This paper examines ways in which Cicourel's approach to understanding the construction of socially distributed knowledge in workplaces and institutions opens up possibilities for examining basic processes of social structuration. I focus on one particular dimension of that problem: how what gets to count as knowledge (of different kinds) is directly implicated in the dimensions of structuration that involve the construction and definition of categories and relations of social difference and social inequality. I draw on the notions of resources, trajectories, and discursive spaces to illustrate how Cicourel's ideas about distributed knowledge linking interactional orders and processes to institutional ones has allowed me to ask how distributed knowledge is linked to distributed power. I illustrate this approach with a discussion of such an analysis of categorization and stratification in a French-language minority high school in Ontario (Canada), drawing on fieldwork conducted in the early 1990s.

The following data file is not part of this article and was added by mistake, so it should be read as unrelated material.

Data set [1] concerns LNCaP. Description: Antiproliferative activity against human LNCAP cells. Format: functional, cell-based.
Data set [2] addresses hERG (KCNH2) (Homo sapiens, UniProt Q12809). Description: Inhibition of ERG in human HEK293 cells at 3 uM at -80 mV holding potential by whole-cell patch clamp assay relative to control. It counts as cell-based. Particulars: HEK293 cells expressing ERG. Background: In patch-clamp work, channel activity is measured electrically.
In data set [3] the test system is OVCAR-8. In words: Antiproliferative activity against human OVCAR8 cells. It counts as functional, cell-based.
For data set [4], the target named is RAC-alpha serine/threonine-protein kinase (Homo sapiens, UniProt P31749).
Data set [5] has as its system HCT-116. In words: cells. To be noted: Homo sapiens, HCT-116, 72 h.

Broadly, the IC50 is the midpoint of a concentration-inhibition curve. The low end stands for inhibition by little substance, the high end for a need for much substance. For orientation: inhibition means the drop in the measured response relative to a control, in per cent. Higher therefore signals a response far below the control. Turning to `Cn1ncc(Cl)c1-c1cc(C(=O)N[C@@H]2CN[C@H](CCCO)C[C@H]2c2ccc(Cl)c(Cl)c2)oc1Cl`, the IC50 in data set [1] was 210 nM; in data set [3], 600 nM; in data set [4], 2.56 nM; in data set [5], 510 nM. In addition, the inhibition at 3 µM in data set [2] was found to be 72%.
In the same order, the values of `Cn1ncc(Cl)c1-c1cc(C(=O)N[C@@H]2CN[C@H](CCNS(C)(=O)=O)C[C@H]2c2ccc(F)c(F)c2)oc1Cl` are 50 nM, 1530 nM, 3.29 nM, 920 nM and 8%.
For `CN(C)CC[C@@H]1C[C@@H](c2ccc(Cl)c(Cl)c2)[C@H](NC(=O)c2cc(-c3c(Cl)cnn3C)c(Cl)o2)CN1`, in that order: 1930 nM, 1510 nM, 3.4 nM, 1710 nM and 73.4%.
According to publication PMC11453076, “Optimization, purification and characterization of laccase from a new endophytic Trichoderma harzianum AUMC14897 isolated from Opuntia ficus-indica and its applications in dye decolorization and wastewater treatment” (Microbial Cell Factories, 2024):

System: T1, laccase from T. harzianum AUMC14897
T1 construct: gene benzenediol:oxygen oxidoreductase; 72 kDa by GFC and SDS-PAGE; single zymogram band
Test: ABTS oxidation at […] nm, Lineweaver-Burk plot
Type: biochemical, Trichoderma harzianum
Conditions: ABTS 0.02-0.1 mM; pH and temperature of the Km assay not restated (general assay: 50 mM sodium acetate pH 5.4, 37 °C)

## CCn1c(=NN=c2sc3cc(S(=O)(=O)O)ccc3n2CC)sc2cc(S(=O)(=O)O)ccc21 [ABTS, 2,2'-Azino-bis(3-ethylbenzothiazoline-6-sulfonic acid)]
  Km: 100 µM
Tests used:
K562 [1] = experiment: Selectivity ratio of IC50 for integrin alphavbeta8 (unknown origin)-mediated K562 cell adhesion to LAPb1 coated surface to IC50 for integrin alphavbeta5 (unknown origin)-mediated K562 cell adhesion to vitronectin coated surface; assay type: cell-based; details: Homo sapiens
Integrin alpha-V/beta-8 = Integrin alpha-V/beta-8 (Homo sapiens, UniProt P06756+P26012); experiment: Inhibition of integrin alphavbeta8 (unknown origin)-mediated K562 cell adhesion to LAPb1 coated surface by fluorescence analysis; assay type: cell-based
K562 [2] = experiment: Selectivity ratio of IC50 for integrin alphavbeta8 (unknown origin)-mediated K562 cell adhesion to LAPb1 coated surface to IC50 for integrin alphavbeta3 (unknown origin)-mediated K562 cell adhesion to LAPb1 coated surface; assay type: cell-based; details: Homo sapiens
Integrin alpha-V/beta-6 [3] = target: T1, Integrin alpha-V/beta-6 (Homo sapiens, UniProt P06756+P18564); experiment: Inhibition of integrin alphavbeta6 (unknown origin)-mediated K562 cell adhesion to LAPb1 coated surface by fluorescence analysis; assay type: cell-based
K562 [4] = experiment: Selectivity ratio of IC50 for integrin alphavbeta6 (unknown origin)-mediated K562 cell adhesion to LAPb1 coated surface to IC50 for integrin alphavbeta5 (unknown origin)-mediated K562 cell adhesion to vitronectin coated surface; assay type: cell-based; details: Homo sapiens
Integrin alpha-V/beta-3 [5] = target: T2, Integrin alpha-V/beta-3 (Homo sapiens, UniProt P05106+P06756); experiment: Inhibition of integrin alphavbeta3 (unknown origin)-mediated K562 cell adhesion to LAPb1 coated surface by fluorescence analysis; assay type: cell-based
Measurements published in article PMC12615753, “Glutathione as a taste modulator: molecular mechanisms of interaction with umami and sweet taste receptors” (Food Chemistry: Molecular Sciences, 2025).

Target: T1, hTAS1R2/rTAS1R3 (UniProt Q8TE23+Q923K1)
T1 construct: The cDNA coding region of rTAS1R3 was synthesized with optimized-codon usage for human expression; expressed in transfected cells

Text & Talk (founded as TEXT in 1981) is an internationally recognized forum for interdisciplinary research in language, discourse, and communication studies, focusing, among other things, on the situational and historical nature of text/talk production; the cognitive and sociocultural processes of language practice/action; and participant-based structures of meaning negotiation and multimodal alignment.